Is Ukip racist? Or is it merely a party that is especially attractive to what David Cameron once called "fruitcakes, loonies and closet racists"?
Or, perhaps, is it neither? Has it been unfairly smeared and demonised? On Sunday, Ukip leader Nigel Farage told the BBC's Andrew Marr he was "adamant that we're a non-racist party".
Guess what? Plenty of influential people on the liberal-left agree with him. Former Labour home secretary Jacqui Smith says she is "uneasy about the suggestions that they are racist and the implication that, therefore so are the likely Ukip voters". Liberal Conspiracy blogger Sunny Hundal attacks those on the left "offering up blanket accusations of racism" aimed at Ukip. "Do the majority of Ukip voters endorse racism and is Ukip an openly racist movement?" asks academic Matthew Goodwin, author of a new book on the anti-Europe party. "No."
In an attempt to shield Ukip from the charge of racism, these liberal-lefties have, wittingly or unwittingly, joined with both Farage and sections of the right-wing press to promulgate some pretty dodgy arguments, some pretty dangerous myths, that are worth tackling head on:
1) Only left-liberal, metropolitan-types in Hampstead think Ukip is racist
Not quite. A quarter of voters (27%), according to a recent YouGov poll, say Ukip is a party "with racist views" and "with many racist members".
Only a quarter (26%) of voters give Ukip a clean bill of health and say Ukip is "not racist at all". A pretty damning figure, I would argue. Meanwhile, a plurality of voters (35%) agreed Ukip wasn't "racist", in their view, but did "seem to attract some candidates or supporters with racist, extreme or odd views".
Also, Michael Heseltine - who, last time I checked, was a Conservative peer and former Conservative cabinet minister - has said he believes Ukip is a racist party. Jeremy Hunt, a serving Conservative cabinet minister, has attacked Ukip for "attracting" racist candidates.
Oh, and the founder and former leader of Ukip, Dr Alan Sked, told the Sunday Times in September 2013 that, under Nigel Farage's leadership, the party he created had become "anti-immigrant, anti-intellectual and racist".
2) It's unfair to blame Ukip as a whole for the racist comments of a tiny minority of candidates
First, is it really only a 'tiny minority'? A few 'rotten apples'? The last few weeks alone have revealed a bunch of Ukip candidates and activists who, among other things, told Lenny Henry to go and live in a 'black country'; said the UK has a "pro Islamic" media; called Islam an "organised crime under religious camouflage"; "liked" the BNP on Facebook; described EDL members as "honest, normal people"; implied the case of murdered black teenager Stephen Lawrence had received disproportionate amounts of media coverage; suggested Nigerians were criminals; declared Mo Farah to be African and not British. As a Spectator blogger noted: "[T]he scandals are so frequent you have to conclude that it is not the rotten apple that needs throwing out but the whole stinking barrel."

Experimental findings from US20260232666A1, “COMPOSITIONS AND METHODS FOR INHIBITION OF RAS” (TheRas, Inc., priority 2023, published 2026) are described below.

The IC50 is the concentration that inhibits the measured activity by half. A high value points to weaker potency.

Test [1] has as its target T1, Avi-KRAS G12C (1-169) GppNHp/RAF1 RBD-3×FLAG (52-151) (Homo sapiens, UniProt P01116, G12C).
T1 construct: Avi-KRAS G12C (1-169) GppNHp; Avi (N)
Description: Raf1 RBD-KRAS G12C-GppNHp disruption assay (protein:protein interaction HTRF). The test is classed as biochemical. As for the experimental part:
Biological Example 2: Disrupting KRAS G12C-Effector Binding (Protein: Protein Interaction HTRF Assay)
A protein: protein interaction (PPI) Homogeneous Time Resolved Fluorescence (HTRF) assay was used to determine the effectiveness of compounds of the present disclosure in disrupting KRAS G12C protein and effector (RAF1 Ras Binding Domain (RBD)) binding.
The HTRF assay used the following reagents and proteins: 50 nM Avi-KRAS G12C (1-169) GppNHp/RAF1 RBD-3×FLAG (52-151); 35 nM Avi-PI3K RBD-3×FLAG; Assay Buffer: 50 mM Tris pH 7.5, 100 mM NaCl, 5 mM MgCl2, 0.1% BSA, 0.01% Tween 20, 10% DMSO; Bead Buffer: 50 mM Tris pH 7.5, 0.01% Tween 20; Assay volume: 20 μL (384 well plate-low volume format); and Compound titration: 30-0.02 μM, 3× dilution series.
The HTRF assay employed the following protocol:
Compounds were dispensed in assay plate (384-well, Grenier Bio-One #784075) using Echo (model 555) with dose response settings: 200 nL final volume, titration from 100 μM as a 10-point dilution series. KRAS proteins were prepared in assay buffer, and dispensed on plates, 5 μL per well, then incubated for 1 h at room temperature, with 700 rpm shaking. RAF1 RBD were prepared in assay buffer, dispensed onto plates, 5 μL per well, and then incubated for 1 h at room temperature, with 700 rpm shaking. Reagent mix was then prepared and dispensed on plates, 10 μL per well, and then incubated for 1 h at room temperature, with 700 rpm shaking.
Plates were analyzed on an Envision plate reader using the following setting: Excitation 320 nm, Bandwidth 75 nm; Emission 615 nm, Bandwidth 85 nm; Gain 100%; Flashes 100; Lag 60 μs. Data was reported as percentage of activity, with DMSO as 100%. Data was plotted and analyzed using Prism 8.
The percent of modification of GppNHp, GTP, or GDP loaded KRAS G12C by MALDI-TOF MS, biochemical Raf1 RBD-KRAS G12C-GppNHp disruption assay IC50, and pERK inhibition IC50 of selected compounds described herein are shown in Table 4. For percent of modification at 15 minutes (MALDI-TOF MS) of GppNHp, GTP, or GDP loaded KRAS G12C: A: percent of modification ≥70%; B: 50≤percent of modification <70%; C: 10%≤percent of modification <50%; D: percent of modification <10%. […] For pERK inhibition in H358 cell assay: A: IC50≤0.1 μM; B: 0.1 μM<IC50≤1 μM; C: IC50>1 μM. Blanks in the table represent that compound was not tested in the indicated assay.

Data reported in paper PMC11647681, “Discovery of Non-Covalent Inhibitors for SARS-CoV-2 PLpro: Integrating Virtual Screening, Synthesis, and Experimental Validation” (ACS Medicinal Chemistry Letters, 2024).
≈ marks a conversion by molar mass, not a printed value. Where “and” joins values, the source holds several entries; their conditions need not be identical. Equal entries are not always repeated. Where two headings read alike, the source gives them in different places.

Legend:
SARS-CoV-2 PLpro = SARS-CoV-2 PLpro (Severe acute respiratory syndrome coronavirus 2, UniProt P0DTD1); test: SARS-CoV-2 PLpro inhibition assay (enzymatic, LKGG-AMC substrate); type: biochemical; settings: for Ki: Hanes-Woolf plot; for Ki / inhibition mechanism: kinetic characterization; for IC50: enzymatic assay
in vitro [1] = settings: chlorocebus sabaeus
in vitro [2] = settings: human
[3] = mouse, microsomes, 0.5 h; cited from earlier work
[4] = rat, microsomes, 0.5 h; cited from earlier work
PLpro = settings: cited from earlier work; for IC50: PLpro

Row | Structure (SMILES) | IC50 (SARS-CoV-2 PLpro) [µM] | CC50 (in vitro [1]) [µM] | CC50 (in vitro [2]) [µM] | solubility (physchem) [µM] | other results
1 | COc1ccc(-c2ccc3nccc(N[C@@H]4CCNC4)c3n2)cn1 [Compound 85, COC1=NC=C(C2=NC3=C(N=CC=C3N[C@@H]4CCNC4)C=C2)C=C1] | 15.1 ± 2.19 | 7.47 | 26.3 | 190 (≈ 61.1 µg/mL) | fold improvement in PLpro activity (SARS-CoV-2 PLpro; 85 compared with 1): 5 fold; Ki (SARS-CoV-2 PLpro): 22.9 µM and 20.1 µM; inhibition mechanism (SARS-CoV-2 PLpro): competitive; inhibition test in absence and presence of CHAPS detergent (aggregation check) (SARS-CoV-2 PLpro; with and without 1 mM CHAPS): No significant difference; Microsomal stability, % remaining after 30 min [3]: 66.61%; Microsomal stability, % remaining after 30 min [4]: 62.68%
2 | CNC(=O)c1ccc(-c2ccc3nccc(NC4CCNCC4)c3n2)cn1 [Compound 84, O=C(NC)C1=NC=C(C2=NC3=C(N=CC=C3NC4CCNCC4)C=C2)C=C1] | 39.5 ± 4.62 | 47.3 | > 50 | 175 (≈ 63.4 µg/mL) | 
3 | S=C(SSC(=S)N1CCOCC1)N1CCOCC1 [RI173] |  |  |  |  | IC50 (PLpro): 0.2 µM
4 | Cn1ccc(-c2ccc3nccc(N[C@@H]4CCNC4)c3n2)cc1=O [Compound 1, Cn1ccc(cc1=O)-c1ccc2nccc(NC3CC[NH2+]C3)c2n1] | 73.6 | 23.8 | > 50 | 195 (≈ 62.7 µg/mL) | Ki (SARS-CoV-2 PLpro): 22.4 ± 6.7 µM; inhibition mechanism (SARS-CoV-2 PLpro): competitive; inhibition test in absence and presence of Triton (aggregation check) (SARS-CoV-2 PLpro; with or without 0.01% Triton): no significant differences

Second, it isn't just a bunch of fringe figures in Ukip saying awful, bigoted stuff. Racism, xenophobia and anti-Muslim bigotry seems to be tolerated at the top, and not just the bottom, of the party. Why, after all, did Ukip's leaders, and hundreds of members, "roar with laughter" and "clap" as comedian Paul Eastwood "took swipes at Indians, Muslims and Poles" at a gala dinner at the party's spring conference in February?
In fact, consider the following four individuals and their remarks:
(a) Gerard Batten, Ukip's chief whip and immigration spokesman, has demanded Britain's Muslims sign up to a special code of conduct and called for a ban on the building of new mosques - which is a policy backed by both the BNP and the EDL.
(b) Godfrey Bloom, the party's former economics spokesman, who served for almost a decade as a Ukip MEP and shared a flat with his friend and ally Farage, referred to the developing world as "bongo bongo land".
(c) Lord Pearson, the senior Ukip peer and former party leader, has said the UK faces a "growing threat of Islamism" because "the Muslims are breeding ten times faster than us". He added: "I don't know at what point they reach such a number we are no longer able to resist the rest of their demands."
(d) And, of course, then there is the party's current leader, cheeky-chappy, beer-drinking, 'regular guy' Nigel Farage. Asked in a recent Guardian interview whether or not people should be "wary" of Romanian families moving into their street, the Ukip leader replied: "Well, of course, yeah."